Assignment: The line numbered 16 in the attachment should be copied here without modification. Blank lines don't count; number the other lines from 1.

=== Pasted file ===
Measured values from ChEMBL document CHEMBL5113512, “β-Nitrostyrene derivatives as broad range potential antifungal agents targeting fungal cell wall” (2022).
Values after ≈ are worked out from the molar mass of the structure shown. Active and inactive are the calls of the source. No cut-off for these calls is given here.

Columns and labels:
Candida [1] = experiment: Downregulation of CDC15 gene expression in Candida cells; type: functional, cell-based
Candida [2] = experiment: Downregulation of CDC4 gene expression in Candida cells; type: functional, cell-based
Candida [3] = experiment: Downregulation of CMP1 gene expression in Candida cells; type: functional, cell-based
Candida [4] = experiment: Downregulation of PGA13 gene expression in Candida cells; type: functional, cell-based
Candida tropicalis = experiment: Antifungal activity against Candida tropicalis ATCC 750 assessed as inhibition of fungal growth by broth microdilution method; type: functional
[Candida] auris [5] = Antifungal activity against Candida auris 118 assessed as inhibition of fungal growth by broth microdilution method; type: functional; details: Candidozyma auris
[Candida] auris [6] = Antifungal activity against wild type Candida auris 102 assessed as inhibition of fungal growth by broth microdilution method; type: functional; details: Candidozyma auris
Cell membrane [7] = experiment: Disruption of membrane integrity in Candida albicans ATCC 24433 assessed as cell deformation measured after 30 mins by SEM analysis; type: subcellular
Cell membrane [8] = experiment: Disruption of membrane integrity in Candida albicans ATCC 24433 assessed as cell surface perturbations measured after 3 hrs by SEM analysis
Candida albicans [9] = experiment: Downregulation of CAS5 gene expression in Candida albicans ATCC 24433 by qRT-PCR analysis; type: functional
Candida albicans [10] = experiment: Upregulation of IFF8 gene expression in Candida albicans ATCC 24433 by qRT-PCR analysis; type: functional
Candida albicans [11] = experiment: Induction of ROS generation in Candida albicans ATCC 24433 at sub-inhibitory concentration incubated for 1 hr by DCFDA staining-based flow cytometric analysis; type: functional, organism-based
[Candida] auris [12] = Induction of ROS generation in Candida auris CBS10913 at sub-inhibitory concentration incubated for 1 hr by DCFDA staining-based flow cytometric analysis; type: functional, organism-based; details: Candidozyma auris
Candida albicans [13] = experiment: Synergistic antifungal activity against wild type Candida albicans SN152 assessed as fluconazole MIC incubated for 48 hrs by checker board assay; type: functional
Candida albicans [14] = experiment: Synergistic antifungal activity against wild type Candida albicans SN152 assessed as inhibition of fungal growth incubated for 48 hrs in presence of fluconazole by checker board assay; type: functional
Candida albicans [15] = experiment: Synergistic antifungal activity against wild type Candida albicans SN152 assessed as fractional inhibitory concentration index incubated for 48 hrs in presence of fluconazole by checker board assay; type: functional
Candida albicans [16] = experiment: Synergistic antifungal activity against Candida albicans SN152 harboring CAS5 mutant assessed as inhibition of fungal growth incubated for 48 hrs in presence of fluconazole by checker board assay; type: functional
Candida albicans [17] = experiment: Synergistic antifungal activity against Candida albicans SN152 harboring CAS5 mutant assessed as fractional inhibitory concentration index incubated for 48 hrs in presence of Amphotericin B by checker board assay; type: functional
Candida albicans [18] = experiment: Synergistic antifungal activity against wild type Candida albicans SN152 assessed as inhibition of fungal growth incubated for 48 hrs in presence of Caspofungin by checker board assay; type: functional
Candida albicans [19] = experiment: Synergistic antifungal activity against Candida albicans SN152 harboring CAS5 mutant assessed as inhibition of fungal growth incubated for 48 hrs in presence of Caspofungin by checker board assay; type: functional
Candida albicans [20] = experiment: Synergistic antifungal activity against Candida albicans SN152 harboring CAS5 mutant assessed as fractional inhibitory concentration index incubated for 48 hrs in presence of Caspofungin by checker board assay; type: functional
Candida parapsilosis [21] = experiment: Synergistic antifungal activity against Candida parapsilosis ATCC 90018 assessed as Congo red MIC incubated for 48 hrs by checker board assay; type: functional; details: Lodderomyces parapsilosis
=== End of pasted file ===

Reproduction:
[Candida] auris [12] = Induction of ROS generation in Candida auris CBS10913 at sub-inhibitory concentration incubated for 1 hr by DCFDA staining-based flow cytometric analysis; type: functional, organism-based; details: Candidozyma auris